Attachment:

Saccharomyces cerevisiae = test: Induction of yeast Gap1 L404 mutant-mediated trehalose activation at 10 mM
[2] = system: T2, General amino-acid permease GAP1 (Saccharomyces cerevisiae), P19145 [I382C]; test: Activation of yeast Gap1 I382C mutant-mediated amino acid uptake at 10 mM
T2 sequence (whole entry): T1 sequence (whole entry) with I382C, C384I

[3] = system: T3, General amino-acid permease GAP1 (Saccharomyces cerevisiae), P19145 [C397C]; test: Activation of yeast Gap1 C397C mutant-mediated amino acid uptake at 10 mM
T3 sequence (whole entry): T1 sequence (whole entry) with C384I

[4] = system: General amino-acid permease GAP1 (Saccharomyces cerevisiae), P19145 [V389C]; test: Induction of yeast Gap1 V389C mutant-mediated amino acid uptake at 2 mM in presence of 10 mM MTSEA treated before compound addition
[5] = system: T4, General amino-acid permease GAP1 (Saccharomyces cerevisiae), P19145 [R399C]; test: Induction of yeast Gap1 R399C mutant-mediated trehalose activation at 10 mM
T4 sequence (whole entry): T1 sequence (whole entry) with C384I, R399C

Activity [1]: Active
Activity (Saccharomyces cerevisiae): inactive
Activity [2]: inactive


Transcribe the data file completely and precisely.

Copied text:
Saccharomyces cerevisiae = test: Induction of yeast Gap1 L404 mutant-mediated trehalose activation at 10 mM
[2] = system: T2, General amino-acid permease GAP1 (Saccharomyces cerevisiae), P19145 [I382C]; test: Activation of yeast Gap1 I382C mutant-mediated amino acid uptake at 10 mM
T2 sequence (whole entry): T1 sequence (whole entry) with I382C, C384I

[3] = system: T3, General amino-acid permease GAP1 (Saccharomyces cerevisiae), P19145 [C397C]; test: Activation of yeast Gap1 C397C mutant-mediated amino acid uptake at 10 mM
T3 sequence (whole entry): T1 sequence (whole entry) with C384I

[4] = system: General amino-acid permease GAP1 (Saccharomyces cerevisiae), P19145 [V389C]; test: Induction of yeast Gap1 V389C mutant-mediated amino acid uptake at 2 mM in presence of 10 mM MTSEA treated before compound addition
[5] = system: T4, General amino-acid permease GAP1 (Saccharomyces cerevisiae), P19145 [R399C]; test: Induction of yeast Gap1 R399C mutant-mediated trehalose activation at 10 mM
T4 sequence (whole entry): T1 sequence (whole entry) with C384I, R399C

Activity [1]: Active
Activity (Saccharomyces cerevisiae): inactive
Activity [2]: inactive